Cultural Models in Language and Thought

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Cambridge University Press, Jan 30, 1987 - 400 páginas
The papers in this volume, a multidisciplinary collaboration of anthropologists, linguists, and psychologists, explore the ways in which cultural knowledge is organized and used in everyday language and understanding. Employing a variety of methods, which rely heavily on linguistic data, the authors offer analyses of domains of knowledge ranging across the physical, social, and psychological worlds, and reveal the importance of tacit, presupposed knowledge in the conduct of everyday life. The authors argue that cultural knowledge is organized in 'cultural models' - storylike chains of prototypical events that unfold in simplified worlds - and explore the nature and role of these models. They demonstrate that cultural knowledge may take either proposition-schematic or image-schematic form, each enabling the performance of different kinds of cognitive tasks. Metaphor and metonymy are shown to have special roles in the construction of cultural models. The authors also demonstrates that some widely applicable cultural models recur nested within other, more special-purpose models. Finally, it is shown that shared models play a critical role in thinking, allowing humans to master, remember, and use the vast amount of knowledge required in everyday life. This innovative collection will appeal to anthropologists, linguists, psychologists, philosophers, students of artificial intelligence, and other readers interested in the processes of everyday human understanding.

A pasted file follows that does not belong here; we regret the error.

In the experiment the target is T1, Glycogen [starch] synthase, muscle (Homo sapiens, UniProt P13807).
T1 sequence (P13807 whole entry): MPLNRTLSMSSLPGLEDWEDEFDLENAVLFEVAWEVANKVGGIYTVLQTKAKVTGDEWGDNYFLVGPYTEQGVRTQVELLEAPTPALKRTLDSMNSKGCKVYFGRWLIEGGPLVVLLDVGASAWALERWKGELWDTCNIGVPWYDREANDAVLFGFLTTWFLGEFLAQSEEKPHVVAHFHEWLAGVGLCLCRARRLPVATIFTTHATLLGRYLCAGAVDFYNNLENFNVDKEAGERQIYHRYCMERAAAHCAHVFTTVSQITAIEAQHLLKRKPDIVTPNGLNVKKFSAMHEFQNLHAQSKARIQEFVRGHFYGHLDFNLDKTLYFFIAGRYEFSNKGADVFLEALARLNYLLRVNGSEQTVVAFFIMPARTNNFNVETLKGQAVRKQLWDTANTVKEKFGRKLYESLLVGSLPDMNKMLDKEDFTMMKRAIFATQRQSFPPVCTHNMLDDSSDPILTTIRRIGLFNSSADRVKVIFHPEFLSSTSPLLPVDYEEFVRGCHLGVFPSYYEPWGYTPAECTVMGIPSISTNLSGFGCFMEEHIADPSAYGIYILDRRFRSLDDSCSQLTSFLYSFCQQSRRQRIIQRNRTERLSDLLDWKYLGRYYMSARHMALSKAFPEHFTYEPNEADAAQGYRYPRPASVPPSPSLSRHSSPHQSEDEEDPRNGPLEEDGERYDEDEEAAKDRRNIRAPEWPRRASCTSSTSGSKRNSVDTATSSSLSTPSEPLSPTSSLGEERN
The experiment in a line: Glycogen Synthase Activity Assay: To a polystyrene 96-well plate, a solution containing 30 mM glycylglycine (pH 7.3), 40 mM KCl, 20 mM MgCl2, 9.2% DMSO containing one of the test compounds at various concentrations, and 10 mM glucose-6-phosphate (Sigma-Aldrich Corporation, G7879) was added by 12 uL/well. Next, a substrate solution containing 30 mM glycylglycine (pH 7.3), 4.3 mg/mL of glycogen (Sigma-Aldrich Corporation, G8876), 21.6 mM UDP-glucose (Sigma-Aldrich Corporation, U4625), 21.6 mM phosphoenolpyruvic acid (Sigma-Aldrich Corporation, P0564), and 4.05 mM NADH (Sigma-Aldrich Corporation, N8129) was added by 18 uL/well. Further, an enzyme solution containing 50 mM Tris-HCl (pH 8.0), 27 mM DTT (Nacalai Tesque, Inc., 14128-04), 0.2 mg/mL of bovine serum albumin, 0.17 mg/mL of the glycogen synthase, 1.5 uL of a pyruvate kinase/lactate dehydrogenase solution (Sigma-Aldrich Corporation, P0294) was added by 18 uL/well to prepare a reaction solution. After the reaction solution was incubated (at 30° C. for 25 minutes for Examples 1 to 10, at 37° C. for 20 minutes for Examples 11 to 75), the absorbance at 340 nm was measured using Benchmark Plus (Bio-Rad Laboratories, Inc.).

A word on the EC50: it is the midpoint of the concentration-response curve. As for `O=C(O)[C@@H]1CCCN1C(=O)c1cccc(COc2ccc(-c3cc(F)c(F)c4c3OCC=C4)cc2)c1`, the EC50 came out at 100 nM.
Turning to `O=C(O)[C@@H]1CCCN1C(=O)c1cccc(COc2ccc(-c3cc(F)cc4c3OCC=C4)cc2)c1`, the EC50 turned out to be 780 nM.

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Contenido

Culture and cognition
3
The definition of lie an examination of the folk models underlying a semantic prototype
43
Linguistic competence and folk theories of language two English hedges
67
Prestige and intimacy the cultural models behind Americans talk about gender types
78
A folk model of the mind
112
Proverbs and cultural models an American psychology of problem solving
151
Convergent evidence for a cultural model of American marriage
173
The cognitive model of anger inherent in American English
195
How people construct mental models
243
Myth and experience in the Trobriand Islands
269
Goals events and understanding in Ifaluk emotion theory
290
Ecuadorian illness stones cultural knowledge in natural discourse
313
Explanatory systems in oral life stories
343
Models folk and cultural paradigms regained?
369
Index
395
Derechos de autor

Two theories of home heat control
222

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